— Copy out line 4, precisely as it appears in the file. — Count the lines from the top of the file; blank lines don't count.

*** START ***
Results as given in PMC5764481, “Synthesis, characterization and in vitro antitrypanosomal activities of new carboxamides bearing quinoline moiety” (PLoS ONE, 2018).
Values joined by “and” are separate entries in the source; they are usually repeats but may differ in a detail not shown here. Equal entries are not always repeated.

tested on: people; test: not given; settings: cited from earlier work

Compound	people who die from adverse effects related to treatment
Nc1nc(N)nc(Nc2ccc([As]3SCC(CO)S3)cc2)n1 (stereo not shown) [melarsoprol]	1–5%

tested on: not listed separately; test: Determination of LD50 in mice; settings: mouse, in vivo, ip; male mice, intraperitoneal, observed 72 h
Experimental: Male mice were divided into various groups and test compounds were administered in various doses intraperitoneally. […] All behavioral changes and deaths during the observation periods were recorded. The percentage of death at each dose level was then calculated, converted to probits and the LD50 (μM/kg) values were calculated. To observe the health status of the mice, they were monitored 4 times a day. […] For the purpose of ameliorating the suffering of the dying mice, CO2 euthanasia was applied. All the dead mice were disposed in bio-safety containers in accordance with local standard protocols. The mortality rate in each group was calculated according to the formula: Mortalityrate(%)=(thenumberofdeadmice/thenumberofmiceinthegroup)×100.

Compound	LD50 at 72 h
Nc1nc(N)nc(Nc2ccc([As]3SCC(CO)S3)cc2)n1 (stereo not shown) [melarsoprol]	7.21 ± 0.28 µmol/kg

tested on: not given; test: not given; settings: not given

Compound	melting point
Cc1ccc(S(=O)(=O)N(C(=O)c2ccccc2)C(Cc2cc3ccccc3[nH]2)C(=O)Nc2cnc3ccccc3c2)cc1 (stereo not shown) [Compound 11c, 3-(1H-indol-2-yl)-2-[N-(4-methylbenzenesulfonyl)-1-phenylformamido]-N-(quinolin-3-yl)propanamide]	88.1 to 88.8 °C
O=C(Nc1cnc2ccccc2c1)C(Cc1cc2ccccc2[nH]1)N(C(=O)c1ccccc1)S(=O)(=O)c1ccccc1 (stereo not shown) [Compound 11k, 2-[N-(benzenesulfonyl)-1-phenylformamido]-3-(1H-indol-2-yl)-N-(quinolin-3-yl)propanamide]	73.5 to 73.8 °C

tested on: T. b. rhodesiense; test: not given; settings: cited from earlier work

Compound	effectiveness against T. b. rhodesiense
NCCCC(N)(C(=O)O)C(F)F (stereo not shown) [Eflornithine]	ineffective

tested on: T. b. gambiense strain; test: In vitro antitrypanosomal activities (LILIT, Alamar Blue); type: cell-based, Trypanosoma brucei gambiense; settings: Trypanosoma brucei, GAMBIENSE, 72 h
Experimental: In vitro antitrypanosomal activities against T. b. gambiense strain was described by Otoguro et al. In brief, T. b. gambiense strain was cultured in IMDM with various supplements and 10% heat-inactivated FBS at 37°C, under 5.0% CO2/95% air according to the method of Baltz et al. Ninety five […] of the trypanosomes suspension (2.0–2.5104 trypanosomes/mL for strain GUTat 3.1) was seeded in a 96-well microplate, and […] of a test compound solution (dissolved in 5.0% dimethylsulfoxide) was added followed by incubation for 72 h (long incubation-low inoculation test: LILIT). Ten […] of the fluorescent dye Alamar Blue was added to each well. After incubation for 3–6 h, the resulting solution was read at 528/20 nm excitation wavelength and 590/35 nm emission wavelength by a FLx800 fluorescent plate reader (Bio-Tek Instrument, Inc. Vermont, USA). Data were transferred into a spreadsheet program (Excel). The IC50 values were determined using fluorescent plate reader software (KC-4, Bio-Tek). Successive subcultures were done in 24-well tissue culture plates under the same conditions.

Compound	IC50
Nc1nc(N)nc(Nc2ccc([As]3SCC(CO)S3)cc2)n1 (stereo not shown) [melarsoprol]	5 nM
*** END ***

Compound	people who die from adverse effects related to treatment